San Francisco is second city to enact right to counsel in housing cases
While a state may have many statutes, court decisions, or court rules governing appointment of counsel for a particular subject area, a "Key Development" is a statute/decision/rule that prevails over the others (example: a state high court decision finding a categorical right to counsel in guardianships cases takes precedence over a statute saying appointment in guardianship cases is discretionary).
06/05/2018, Legislation, Housing - Evictions
On June 5, 2018, voters in San Francisco approved Prop F by a vote of 56% to 44%! The San Francisco Chronicle, SF Weekly, Curbed San Francisco, Next City, and the Stranger (Seattle) have more, and you can also check out the press release from the SF Right to Counsel Committee. San Francisco thus joins New York City in guaranteeing counsel for tenants in evictions, with the difference being that the San Francisco law has no income limit.
A coalition of tenant groups and advocates called the SF Right to Counsel Committee filed a ballot initiative (known as "Prop F") to guarantee a right to counsel for all tenants (not just low-income tenants) facing eviction. The proposal referred to the recent establishment of an eviction right to counsel in New York City. 48hills has more, and proponents set up a website for the ballot initiative. Also, an ordinance co-sponsored by the President of the Board of Supervisors was introduced that would guarantee counsel in housing cases.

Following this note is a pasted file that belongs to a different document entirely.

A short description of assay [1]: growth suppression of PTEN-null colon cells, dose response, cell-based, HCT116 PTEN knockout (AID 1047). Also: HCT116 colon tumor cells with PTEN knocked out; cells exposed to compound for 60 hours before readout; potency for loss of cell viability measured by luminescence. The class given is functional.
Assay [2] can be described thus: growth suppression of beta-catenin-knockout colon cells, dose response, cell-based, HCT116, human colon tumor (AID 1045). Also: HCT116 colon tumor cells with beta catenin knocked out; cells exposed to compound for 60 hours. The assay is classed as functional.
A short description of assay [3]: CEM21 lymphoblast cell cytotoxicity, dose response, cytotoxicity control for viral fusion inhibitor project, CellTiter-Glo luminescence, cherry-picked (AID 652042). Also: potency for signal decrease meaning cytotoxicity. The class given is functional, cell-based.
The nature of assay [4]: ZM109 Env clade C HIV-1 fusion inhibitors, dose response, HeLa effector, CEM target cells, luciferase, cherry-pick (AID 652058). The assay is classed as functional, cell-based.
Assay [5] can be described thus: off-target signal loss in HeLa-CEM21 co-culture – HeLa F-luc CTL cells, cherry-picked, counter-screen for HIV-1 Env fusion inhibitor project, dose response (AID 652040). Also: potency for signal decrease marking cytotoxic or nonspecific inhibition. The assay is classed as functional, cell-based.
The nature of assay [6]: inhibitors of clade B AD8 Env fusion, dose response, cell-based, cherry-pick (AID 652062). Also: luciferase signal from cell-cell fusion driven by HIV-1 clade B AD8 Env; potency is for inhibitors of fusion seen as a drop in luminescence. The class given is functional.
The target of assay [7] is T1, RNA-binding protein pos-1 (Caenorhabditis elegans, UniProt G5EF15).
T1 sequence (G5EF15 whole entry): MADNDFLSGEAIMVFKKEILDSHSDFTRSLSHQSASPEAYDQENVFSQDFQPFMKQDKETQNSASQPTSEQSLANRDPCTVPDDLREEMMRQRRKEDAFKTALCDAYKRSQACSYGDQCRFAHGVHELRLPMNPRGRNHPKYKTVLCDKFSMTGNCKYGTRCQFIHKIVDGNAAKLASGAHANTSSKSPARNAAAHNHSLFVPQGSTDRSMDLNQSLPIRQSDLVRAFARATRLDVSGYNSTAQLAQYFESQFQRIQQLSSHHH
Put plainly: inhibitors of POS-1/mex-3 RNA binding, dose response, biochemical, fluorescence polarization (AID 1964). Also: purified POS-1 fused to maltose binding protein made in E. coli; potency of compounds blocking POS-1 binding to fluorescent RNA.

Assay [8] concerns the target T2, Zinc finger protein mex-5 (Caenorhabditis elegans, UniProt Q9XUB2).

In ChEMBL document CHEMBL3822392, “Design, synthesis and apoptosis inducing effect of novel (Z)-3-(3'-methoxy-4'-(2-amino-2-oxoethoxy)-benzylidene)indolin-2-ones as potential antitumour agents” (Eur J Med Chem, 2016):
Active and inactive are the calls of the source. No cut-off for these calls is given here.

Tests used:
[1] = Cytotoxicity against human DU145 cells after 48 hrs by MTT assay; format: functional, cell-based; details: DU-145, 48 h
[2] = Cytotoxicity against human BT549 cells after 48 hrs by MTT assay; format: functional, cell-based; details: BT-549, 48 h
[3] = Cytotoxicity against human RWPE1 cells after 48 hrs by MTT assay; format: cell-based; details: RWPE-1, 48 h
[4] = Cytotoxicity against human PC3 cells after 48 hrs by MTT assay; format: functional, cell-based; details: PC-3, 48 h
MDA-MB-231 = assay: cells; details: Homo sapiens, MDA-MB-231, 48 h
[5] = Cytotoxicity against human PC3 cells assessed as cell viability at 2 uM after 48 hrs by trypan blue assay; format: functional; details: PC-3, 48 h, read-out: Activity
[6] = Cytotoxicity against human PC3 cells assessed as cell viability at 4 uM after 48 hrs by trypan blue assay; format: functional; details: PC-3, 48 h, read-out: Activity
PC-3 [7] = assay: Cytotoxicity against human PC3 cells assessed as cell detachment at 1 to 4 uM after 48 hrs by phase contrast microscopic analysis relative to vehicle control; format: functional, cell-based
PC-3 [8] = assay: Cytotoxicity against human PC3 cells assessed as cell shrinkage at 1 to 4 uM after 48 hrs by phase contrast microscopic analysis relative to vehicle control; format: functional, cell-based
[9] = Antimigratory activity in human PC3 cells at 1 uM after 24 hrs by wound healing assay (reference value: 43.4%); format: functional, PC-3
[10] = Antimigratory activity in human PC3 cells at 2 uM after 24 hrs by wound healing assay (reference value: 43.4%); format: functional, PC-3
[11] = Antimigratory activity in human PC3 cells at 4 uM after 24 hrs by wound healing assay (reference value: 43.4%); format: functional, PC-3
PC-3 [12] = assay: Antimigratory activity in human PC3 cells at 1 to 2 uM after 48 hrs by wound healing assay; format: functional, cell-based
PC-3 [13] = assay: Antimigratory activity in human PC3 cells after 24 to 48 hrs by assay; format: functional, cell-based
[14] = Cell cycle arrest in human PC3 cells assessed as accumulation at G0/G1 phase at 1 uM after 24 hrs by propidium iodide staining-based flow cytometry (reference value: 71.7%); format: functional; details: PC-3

The introduction of the ballot initiative and ordinance were covered by the San Francisco Chronicle, CBS, SF Weekly, Curbed San Francisco,the Bay City Beacon, KALW (audio), and the San Francisco Public Press.
Both of these initiatives come in the wake of the City's 2012 ordinance declaring its intention to become the nation's first "right to civil counsel city", as well as a pilot project that expanded representation in certain types of housing cases via increased pro bono participation (read the report of the pilot project's final results).
If "yes", the established right to counsel or discretionary appointment of counsel is limited in some way, including any of: the only authority is a lower/intermediate court decision or a city council, not a high court or state legislature; there has been a subsequent case that has cast doubt; a statute is ambiguous; or the right or discretionary appointment is not for all types of individuals or proceedings within that category.
Appointment of Counsel: categorical Qualified: yes
The NCCRC authored and filed a ballot statement in support of the initiative.